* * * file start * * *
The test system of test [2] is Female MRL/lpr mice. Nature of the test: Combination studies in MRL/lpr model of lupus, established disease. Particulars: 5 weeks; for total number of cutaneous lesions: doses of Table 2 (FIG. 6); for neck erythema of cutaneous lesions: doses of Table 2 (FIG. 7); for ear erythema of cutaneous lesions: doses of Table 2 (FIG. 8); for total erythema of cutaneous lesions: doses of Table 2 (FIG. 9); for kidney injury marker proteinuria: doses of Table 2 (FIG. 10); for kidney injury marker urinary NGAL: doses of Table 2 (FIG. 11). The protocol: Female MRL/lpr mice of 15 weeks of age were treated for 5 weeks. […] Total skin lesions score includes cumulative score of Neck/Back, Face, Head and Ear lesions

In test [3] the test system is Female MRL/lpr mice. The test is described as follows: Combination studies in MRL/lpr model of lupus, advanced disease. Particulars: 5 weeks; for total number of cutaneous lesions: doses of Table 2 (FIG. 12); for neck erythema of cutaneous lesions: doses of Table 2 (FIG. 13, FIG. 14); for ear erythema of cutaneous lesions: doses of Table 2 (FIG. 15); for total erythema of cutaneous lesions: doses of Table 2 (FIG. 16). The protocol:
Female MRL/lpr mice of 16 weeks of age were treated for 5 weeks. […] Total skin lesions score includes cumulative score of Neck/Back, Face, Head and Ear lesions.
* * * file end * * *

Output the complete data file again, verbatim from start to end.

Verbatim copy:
The test system of test [2] is Female MRL/lpr mice. Nature of the test: Combination studies in MRL/lpr model of lupus, established disease. Particulars: 5 weeks; for total number of cutaneous lesions: doses of Table 2 (FIG. 6); for neck erythema of cutaneous lesions: doses of Table 2 (FIG. 7); for ear erythema of cutaneous lesions: doses of Table 2 (FIG. 8); for total erythema of cutaneous lesions: doses of Table 2 (FIG. 9); for kidney injury marker proteinuria: doses of Table 2 (FIG. 10); for kidney injury marker urinary NGAL: doses of Table 2 (FIG. 11). The protocol: Female MRL/lpr mice of 15 weeks of age were treated for 5 weeks. […] Total skin lesions score includes cumulative score of Neck/Back, Face, Head and Ear lesions

In test [3] the test system is Female MRL/lpr mice. The test is described as follows: Combination studies in MRL/lpr model of lupus, advanced disease. Particulars: 5 weeks; for total number of cutaneous lesions: doses of Table 2 (FIG. 12); for neck erythema of cutaneous lesions: doses of Table 2 (FIG. 13, FIG. 14); for ear erythema of cutaneous lesions: doses of Table 2 (FIG. 15); for total erythema of cutaneous lesions: doses of Table 2 (FIG. 16). The protocol:
Female MRL/lpr mice of 16 weeks of age were treated for 5 weeks. […] Total skin lesions score includes cumulative score of Neck/Back, Face, Head and Ear lesions.